An aspect of the film that made me uncomfortable is the way it deals with gender, making sure the stereotypical and arbitrary cultural categories of pink for girls and blue for boys are reinforced—and that real men use hockey warrior gear. Puns can be funny for kids but double entendres aimed at the older audience fall flat.

For example, Derek almost calls Tracy a "fairy," slang for a male homosexual. Although Derek seems to grow in respect for both children and tooth fairies, and the film is entertaining enough, I was somewhat disappointed. Walden Media (and Twentieth Century Fox), known for its outstanding reputation for reimagining the literature of children and adolescents for film and linking literacy and entertainment, has released a movie that is perhaps commercial but of less quality than we have come to expect. Subtle innuendos.

LIFE UNEXPECTED (The CW, Mondays, 9 p.m.): Lux (Brittany Robertson) is an orphan in Portland, Oregon, who is tired of endless foster homes and decides to file for emancipation on her 16th birthday. She finds her birthfather, a bar owner, and then her mother, a radio talk show host, and learns they were in high school when she was born.

Lux's emancipation request is denied. The judge gives custody to the parents and all their lives are changed. I am not sure where the story is going, but it is warm and interesting with excellent writing that touches teen and family issues. For mature teens.


IT'S COMPLICATED (A-3; R): Meryl Streep is a divorced mother of three grown children who has an affair with her former husband, now remarried, played by Alec Baldwin. The film delves into issues of trust, forgiveness and the continuing effects of divorce on adult children. Complex marital situations and moral issues, skewed values.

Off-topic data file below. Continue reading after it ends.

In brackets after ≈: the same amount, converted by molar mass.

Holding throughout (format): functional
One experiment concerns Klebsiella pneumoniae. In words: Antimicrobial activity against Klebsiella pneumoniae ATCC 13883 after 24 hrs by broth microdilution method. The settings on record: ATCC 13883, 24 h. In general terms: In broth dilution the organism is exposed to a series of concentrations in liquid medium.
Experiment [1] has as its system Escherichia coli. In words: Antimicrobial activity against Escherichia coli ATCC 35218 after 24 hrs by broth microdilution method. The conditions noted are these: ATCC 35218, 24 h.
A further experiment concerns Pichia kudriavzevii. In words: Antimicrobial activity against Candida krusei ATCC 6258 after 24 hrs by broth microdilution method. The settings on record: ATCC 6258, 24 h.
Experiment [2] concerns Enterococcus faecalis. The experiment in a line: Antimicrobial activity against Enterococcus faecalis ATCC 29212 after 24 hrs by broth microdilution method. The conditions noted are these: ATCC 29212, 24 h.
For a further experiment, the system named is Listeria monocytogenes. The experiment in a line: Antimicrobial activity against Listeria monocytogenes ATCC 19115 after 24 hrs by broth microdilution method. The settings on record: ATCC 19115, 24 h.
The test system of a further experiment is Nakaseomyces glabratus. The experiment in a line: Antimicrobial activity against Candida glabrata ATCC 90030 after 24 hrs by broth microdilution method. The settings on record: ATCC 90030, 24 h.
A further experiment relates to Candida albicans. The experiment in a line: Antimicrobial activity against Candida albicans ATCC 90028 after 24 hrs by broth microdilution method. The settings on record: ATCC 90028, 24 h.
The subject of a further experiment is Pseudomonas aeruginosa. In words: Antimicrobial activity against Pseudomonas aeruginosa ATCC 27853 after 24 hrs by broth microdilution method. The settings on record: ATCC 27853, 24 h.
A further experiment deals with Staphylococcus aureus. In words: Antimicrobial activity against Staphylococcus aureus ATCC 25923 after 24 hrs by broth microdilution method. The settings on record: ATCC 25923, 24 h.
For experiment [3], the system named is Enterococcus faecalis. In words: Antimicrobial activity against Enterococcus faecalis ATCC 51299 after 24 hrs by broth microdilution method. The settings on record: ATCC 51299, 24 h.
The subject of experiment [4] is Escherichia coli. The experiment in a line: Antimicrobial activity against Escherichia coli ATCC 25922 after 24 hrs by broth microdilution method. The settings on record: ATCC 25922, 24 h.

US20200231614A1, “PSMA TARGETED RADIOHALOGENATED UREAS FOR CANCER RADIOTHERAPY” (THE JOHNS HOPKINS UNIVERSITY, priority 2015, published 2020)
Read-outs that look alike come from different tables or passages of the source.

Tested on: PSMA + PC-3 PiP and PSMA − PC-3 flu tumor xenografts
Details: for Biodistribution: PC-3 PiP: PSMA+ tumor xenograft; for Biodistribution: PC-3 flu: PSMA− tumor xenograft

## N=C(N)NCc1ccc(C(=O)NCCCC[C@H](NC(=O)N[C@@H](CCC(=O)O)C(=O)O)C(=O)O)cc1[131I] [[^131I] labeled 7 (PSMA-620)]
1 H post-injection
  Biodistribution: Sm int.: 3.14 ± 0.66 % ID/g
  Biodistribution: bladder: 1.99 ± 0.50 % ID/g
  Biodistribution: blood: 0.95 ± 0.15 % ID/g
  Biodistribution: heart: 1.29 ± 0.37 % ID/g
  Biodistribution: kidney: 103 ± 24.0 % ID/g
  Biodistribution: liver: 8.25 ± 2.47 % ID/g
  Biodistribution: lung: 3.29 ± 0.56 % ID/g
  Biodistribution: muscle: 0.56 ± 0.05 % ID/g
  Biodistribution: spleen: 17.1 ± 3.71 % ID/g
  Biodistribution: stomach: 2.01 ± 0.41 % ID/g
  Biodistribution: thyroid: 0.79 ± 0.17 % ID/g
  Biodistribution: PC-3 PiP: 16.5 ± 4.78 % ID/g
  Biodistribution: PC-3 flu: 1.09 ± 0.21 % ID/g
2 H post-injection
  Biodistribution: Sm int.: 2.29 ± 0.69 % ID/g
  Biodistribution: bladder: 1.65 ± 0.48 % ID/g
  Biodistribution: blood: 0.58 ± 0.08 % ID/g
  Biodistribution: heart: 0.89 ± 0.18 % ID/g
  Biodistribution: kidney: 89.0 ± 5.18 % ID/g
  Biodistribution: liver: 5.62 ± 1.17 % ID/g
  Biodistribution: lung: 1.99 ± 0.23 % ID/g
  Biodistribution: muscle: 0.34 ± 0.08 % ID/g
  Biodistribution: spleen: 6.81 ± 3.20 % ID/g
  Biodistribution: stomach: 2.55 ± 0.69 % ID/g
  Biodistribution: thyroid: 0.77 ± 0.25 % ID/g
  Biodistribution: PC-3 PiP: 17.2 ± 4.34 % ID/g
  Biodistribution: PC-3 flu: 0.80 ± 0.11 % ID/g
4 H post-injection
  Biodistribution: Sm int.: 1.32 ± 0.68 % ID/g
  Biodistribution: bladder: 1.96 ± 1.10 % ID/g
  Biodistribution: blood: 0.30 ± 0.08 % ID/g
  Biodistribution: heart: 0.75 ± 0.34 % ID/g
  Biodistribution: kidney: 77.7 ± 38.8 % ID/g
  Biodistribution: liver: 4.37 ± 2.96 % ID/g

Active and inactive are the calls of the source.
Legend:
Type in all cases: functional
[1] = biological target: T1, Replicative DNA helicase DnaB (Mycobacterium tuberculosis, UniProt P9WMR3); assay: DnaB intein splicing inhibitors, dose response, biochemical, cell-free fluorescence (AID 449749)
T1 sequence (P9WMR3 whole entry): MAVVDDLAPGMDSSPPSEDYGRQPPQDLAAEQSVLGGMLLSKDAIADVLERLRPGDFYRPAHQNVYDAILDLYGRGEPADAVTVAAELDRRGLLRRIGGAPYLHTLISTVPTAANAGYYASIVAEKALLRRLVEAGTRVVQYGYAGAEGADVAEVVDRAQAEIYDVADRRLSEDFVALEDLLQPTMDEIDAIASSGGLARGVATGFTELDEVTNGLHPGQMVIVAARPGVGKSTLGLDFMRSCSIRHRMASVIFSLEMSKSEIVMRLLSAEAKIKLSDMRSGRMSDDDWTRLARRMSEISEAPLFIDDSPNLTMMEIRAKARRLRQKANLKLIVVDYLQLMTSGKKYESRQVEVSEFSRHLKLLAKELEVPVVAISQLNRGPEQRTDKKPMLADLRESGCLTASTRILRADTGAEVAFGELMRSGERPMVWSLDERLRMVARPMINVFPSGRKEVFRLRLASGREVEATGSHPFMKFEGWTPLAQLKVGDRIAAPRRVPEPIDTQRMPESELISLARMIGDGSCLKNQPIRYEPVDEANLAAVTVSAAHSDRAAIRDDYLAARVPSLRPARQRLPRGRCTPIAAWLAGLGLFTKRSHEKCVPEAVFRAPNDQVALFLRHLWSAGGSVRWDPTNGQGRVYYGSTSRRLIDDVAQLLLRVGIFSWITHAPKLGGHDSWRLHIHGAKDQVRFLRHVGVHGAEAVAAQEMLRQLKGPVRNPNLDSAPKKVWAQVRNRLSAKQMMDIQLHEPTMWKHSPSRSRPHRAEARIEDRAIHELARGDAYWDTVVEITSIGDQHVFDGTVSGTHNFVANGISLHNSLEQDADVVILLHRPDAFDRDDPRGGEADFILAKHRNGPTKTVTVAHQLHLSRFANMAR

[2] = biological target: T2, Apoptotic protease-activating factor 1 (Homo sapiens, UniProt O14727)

SHERLOCK HOLMES (A-3, PG-13): Robert Downey Jr. won a Golden Globe this year for his role as the fictional detective Sherlock Holmes. Director Guy Ritchie, known for high-energy violent action films, has stylized the action here but sacrificed story for spectacle. Occult, action violence, sexual situations.

TO SAVE A LIFE (not yet rated, PG-13): A solid film about contemporary teen issues: friendship, betrayal, loneliness, teen suicide, guilt, school cliques, premarital sex, drugs, alcohol, pregnancy and abortion. Though obviously a message movie with an evangelical flavor, it is well-acted and moving. For more information, visit Mature themes, some disturbing images.

BROTHERS (A-3, R): Tommy is released from prison for attempted robbery and his brother, Sam, an Army officer, husband and father, leaves for Iraq. Something terrible happens to Sam in Iraq as Tommy turns his life around at home. Both must reconsider what it means to be brothers. This is a deeply felt film about the effects of war on a family from director Jim Sheridan (In America). Intense violence, torture, problem language, mature themes.

A-1 General patronage
A-2 Adults and adolescents
A-3 Adults
L Limited adult audience
O Morally offensive

The USCCB's Office for Film and Broadcasting gives these ratings. See